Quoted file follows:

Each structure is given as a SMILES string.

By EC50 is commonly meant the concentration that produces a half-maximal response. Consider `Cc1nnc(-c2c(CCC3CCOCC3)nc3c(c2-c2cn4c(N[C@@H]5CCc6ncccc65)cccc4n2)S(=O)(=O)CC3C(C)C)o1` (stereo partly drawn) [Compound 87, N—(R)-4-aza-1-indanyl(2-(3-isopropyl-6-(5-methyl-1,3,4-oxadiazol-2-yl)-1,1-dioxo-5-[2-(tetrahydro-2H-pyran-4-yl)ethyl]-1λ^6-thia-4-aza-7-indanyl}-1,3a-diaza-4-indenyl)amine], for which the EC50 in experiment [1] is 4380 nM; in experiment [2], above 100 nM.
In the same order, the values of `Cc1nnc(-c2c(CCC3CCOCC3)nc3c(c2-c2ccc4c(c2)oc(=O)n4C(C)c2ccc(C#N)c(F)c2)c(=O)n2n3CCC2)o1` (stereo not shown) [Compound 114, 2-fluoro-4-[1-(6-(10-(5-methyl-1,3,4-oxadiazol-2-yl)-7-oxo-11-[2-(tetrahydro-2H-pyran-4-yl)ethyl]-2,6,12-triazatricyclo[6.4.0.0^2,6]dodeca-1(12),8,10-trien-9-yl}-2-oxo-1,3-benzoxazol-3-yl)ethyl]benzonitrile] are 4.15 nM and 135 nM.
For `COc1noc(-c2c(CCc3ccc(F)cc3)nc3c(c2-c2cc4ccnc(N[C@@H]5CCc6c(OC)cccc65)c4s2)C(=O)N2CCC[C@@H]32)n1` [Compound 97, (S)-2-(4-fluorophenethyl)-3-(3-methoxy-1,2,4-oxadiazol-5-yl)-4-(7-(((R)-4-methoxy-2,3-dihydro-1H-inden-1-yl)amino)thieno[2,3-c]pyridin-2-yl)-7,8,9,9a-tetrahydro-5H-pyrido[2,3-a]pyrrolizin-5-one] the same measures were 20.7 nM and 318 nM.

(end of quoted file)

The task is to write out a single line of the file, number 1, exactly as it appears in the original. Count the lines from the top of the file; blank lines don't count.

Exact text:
Each structure is given as a SMILES string.